Academic journal article Canadian Public Administration

Explaining the Use of Planning Consultants in Ontario Cities

Academic journal article Canadian Public Administration

Explaining the Use of Planning Consultants in Ontario Cities

Article excerpt

Why do municipalities employ urban planning consultants? Is it due to insufficient internal capacity, perceptions of deeper external knowledge or competence, a check on public service advice or a need for aligned expertise? This study reports on findings from nineteen Ontario municipalities.

Pourquoi les municipalites ont-elles recours a des experts-conseils en planification urbaine? Est-ce en raison du manque de competence interne, du fait que les consultants sont percus comine ayant des connaissances et une expertise plus poussees, en raison du controle sur les conseils des fonctionnaires ou du besoin d'une expertise alignee? Cette etude donne un compte rendu de sondages menes aupres de dix-neuf municipalites en Ontario.

The consulting industry in Canada is growing at an incredible pace. Canadian consulting firms in 2010 earned approximately $9.2 billion and profits continue to grow (Canadian Association of Management Consultants [CMC] 2012). While we often think of consulting firms as advisors to private corporafions, the public sector share of contracts for consultants has grown rapidly over the past ten years--a phenomenon that is prevalent worldwide (Kennedy Research 2012). In 2010, the Canadian public sector represented 49 per cent of consulting firms' clients in comparison to the Canadian private sector, which stood at 45 per cent, while the not-for-profit sector constituted only 5 per cent of their clientele (CMC 2012). Provincial governments accounted for the largest share of the use of consultants within the public sector (66 per cent in 2010) and most notably in advising on health care reforms. Nevertheless, the federal government and municipal governments are also key clients. To extrapolate generalized arguments about why consulting firms are used by the public service, this article pursues a micro-level of analysis by testing its hypotheses at the city level. (1) It examines one area where consultants are frequently utilized by municipal governments: urban planning and design.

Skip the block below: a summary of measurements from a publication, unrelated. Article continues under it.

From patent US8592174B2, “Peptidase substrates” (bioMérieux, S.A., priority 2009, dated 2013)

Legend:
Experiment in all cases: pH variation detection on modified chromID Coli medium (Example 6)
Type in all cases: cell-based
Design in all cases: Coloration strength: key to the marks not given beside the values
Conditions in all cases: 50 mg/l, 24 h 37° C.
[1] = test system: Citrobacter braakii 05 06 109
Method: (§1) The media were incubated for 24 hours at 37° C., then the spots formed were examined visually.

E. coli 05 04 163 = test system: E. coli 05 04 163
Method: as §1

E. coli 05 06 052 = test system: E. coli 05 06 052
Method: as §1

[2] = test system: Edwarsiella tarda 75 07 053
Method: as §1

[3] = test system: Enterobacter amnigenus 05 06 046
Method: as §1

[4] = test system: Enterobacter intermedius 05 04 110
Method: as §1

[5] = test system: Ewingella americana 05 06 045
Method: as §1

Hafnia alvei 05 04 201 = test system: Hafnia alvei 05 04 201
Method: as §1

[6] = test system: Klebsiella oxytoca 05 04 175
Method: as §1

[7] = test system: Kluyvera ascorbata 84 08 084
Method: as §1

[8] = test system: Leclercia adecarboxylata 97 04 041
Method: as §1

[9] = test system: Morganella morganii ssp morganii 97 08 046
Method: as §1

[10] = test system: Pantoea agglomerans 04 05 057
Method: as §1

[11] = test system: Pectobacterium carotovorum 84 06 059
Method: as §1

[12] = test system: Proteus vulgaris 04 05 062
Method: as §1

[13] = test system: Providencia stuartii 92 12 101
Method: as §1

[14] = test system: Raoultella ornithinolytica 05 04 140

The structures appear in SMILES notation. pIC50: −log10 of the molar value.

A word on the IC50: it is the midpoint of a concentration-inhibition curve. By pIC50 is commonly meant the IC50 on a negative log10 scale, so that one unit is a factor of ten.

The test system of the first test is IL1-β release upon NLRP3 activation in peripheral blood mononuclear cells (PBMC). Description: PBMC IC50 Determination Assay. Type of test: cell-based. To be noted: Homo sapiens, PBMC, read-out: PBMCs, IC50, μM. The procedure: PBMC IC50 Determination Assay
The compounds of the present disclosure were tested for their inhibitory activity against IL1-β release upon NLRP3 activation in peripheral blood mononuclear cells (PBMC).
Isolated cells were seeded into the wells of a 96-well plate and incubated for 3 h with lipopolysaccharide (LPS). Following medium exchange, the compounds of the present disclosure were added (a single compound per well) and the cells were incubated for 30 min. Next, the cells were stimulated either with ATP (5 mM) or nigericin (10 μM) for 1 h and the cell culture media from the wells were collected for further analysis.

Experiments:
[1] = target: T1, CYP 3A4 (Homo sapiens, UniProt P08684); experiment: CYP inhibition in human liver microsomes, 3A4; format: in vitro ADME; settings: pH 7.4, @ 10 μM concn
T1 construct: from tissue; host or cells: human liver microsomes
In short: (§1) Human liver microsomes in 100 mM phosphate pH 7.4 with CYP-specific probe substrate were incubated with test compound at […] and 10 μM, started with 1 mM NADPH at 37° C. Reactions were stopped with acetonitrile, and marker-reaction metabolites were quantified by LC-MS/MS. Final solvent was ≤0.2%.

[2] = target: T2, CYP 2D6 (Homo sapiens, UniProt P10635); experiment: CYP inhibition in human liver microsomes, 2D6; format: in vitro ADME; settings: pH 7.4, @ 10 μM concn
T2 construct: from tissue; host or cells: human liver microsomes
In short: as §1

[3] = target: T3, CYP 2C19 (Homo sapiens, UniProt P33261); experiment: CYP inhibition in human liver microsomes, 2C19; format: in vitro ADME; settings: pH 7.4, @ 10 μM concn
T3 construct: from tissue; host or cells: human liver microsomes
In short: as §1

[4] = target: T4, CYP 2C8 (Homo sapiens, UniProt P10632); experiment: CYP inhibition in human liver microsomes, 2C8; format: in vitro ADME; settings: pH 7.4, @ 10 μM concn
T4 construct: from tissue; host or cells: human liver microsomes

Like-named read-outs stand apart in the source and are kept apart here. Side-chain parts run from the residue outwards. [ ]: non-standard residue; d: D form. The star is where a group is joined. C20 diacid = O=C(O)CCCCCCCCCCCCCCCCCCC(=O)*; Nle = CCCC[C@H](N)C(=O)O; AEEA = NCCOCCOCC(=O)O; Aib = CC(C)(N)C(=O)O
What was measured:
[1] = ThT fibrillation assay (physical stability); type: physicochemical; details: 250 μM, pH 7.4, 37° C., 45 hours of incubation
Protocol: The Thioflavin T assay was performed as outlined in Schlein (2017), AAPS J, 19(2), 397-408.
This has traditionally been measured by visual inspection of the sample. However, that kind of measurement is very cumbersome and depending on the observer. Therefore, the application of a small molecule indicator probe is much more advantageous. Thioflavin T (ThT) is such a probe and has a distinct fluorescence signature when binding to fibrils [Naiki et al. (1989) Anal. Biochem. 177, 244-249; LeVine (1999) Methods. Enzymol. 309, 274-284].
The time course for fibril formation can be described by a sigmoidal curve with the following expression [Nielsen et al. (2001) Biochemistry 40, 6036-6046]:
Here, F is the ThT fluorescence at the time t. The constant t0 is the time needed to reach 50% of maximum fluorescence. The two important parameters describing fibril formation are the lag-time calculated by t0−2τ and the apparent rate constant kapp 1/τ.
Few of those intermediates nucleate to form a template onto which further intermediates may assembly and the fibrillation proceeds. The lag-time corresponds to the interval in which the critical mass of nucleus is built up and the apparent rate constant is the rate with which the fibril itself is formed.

The urban planning and design consulting industry has steadily expanded its presence into municipalities. Urban planning and design consulting firms boast of their expert knowledge and creativity in finding solutions to growth and development issues facing municipalities all across Canada. (2) Working with municipal staff, the public, architects and engineers, these firms are shaping the urban development process by offering a full range of planning services associated with preparing official plan amendments, zoning bylaw amendments, draft plans of subdivision, site plan approvals, minor variances and severances for their municipal government clients. The central research question of this article is why do municipalities employ urban planning consultant firms to advise on public sector projects? Despite the increasing involvement of urban consulting firms in municipal infrastructure projects, no systematic study has investigated why municipalities hire external consulting firms. What is lacking is an empirical assessment of the underlying factors that contribute to the increasing use of urban planning consulting firms. We selected 19 medium-sized municipal governments in Ontario to partake in an online survey assessing their views on the use of urban planning and design consulting firms. This research project offers the first evidence-based study of municipal staff perceptions of why Canadian municipalities contract urban planning firms to provide them with advice.

Understanding why municipalities retain urban planning consultancy firms for local projects should help academics and practitioners to better understand the larger implications of hiring external consultants to give policy advice. Stewart and Smith (2007) remind us that, in an era when senior orders of government are devolving responsibilities to municipalities, the policy capacity of municipalities is of vital concern (also see International Labour Organization 2001). …

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